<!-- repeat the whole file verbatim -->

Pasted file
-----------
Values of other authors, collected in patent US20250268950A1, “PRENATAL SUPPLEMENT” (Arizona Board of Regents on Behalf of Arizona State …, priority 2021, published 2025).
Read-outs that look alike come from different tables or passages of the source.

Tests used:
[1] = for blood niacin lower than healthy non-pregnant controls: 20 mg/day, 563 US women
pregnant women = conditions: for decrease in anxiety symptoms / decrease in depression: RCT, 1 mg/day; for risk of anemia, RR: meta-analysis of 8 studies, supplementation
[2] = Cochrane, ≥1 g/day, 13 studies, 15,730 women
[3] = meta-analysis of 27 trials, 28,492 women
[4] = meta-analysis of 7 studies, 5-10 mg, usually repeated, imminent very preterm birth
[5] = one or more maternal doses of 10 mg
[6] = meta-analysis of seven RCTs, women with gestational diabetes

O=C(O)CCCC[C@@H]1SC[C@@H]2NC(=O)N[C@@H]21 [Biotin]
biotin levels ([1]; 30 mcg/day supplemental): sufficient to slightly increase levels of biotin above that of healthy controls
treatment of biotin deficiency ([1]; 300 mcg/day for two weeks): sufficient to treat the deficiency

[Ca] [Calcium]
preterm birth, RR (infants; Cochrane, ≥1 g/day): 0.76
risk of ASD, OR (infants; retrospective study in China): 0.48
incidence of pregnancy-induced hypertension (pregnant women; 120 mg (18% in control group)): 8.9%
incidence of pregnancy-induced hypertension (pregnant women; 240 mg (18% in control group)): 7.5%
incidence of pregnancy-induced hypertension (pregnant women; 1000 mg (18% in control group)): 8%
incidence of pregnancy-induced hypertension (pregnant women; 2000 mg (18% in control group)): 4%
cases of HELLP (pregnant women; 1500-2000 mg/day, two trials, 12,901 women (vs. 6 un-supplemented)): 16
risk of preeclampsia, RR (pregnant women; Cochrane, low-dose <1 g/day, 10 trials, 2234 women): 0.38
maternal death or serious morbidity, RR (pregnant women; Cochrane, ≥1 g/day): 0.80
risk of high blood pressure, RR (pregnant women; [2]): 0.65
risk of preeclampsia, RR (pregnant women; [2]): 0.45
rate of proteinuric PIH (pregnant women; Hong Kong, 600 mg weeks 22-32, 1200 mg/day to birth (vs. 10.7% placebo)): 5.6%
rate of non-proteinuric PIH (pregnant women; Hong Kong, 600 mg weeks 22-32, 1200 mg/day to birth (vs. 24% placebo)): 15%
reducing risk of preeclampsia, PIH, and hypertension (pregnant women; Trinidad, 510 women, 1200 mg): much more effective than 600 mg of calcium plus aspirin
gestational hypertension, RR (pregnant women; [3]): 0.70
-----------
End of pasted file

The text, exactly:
Values of other authors, collected in patent US20250268950A1, “PRENATAL SUPPLEMENT” (Arizona Board of Regents on Behalf of Arizona State …, priority 2021, published 2025).
Read-outs that look alike come from different tables or passages of the source.

Tests used:
[1] = for blood niacin lower than healthy non-pregnant controls: 20 mg/day, 563 US women
pregnant women = conditions: for decrease in anxiety symptoms / decrease in depression: RCT, 1 mg/day; for risk of anemia, RR: meta-analysis of 8 studies, supplementation
[2] = Cochrane, ≥1 g/day, 13 studies, 15,730 women
[3] = meta-analysis of 27 trials, 28,492 women
[4] = meta-analysis of 7 studies, 5-10 mg, usually repeated, imminent very preterm birth
[5] = one or more maternal doses of 10 mg
[6] = meta-analysis of seven RCTs, women with gestational diabetes

O=C(O)CCCC[C@@H]1SC[C@@H]2NC(=O)N[C@@H]21 [Biotin]
biotin levels ([1]; 30 mcg/day supplemental): sufficient to slightly increase levels of biotin above that of healthy controls
treatment of biotin deficiency ([1]; 300 mcg/day for two weeks): sufficient to treat the deficiency

[Ca] [Calcium]
preterm birth, RR (infants; Cochrane, ≥1 g/day): 0.76
risk of ASD, OR (infants; retrospective study in China): 0.48
incidence of pregnancy-induced hypertension (pregnant women; 120 mg (18% in control group)): 8.9%
incidence of pregnancy-induced hypertension (pregnant women; 240 mg (18% in control group)): 7.5%
incidence of pregnancy-induced hypertension (pregnant women; 1000 mg (18% in control group)): 8%
incidence of pregnancy-induced hypertension (pregnant women; 2000 mg (18% in control group)): 4%
cases of HELLP (pregnant women; 1500-2000 mg/day, two trials, 12,901 women (vs. 6 un-supplemented)): 16
risk of preeclampsia, RR (pregnant women; Cochrane, low-dose <1 g/day, 10 trials, 2234 women): 0.38
maternal death or serious morbidity, RR (pregnant women; Cochrane, ≥1 g/day): 0.80
risk of high blood pressure, RR (pregnant women; [2]): 0.65
risk of preeclampsia, RR (pregnant women; [2]): 0.45
rate of proteinuric PIH (pregnant women; Hong Kong, 600 mg weeks 22-32, 1200 mg/day to birth (vs. 10.7% placebo)): 5.6%
rate of non-proteinuric PIH (pregnant women; Hong Kong, 600 mg weeks 22-32, 1200 mg/day to birth (vs. 24% placebo)): 15%
reducing risk of preeclampsia, PIH, and hypertension (pregnant women; Trinidad, 510 women, 1200 mg): much more effective than 600 mg of calcium plus aspirin
gestational hypertension, RR (pregnant women; [3]): 0.70